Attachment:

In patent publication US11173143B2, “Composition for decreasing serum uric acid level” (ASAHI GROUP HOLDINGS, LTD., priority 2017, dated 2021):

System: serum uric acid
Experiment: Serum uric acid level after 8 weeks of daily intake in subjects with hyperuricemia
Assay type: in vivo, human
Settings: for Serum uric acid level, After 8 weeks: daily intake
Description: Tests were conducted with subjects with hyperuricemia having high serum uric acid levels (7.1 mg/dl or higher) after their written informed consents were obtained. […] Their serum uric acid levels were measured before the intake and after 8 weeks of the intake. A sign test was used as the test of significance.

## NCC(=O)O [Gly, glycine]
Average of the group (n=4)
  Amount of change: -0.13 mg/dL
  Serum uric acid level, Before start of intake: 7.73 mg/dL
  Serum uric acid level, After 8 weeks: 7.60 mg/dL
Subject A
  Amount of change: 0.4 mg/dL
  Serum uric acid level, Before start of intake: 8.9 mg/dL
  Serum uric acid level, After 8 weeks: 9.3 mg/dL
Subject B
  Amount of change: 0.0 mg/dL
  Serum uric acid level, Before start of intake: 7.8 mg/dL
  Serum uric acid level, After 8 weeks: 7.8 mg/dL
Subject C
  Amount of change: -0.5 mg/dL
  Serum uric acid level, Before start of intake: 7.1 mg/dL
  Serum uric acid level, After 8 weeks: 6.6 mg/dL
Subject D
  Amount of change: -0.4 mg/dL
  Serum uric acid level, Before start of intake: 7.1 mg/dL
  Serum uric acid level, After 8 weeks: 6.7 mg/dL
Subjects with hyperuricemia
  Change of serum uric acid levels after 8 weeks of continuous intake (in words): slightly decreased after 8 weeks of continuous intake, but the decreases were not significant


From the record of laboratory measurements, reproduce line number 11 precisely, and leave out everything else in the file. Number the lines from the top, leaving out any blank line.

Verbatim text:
  Serum uric acid level, After 8 weeks: 7.60 mg/dL